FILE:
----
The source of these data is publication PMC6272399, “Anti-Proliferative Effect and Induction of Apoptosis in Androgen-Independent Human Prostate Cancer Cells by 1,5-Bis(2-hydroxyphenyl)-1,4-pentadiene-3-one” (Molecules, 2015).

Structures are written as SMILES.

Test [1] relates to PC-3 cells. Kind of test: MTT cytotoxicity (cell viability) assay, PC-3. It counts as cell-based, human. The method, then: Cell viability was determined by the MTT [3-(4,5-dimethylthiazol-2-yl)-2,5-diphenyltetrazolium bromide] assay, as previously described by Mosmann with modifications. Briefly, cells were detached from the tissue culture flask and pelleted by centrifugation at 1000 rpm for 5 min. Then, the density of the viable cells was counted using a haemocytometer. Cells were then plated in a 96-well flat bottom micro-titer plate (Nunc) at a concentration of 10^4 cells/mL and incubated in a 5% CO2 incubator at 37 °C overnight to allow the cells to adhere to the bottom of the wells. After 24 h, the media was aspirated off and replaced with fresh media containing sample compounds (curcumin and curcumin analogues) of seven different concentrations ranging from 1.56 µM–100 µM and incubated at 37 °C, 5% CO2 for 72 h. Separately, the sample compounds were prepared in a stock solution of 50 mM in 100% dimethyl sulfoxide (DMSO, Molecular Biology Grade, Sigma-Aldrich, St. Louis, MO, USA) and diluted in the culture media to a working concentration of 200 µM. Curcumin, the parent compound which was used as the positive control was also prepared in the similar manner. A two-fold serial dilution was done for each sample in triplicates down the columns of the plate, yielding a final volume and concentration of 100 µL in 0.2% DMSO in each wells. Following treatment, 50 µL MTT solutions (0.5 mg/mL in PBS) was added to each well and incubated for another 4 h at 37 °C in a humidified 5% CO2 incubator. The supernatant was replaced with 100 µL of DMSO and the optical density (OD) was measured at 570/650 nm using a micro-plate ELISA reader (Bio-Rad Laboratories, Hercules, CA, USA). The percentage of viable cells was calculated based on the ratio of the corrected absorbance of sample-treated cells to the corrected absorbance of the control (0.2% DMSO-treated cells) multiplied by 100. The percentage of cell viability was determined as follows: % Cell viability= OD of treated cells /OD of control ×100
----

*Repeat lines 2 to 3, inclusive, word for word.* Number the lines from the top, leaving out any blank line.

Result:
Structures are written as SMILES.

Test [1] relates to PC-3 cells. Kind of test: MTT cytotoxicity (cell viability) assay, PC-3. It counts as cell-based, human. The method, then: Cell viability was determined by the MTT [3-(4,5-dimethylthiazol-2-yl)-2,5-diphenyltetrazolium bromide] assay, as previously described by Mosmann with modifications. Briefly, cells were detached from the tissue culture flask and pelleted by centrifugation at 1000 rpm for 5 min. Then, the density of the viable cells was counted using a haemocytometer. Cells were then plated in a 96-well flat bottom micro-titer plate (Nunc) at a concentration of 10^4 cells/mL and incubated in a 5% CO2 incubator at 37 °C overnight to allow the cells to adhere to the bottom of the wells. After 24 h, the media was aspirated off and replaced with fresh media containing sample compounds (curcumin and curcumin analogues) of seven different concentrations ranging from 1.56 µM–100 µM and incubated at 37 °C, 5% CO2 for 72 h. Separately, the sample compounds were prepared in a stock solution of 50 mM in 100% dimethyl sulfoxide (DMSO, Molecular Biology Grade, Sigma-Aldrich, St. Louis, MO, USA) and diluted in the culture media to a working concentration of 200 µM. Curcumin, the parent compound which was used as the positive control was also prepared in the similar manner. A two-fold serial dilution was done for each sample in triplicates down the columns of the plate, yielding a final volume and concentration of 100 µL in 0.2% DMSO in each wells. Following treatment, 50 µL MTT solutions (0.5 mg/mL in PBS) was added to each well and incubated for another 4 h at 37 °C in a humidified 5% CO2 incubator. The supernatant was replaced with 100 µL of DMSO and the optical density (OD) was measured at 570/650 nm using a micro-plate ELISA reader (Bio-Rad Laboratories, Hercules, CA, USA). The percentage of viable cells was calculated based on the ratio of the corrected absorbance of sample-treated cells to the corrected absorbance of the control (0.2% DMSO-treated cells) multiplied by 100. The percentage of cell viability was determined as follows: % Cell viability= OD of treated cells /OD of control ×100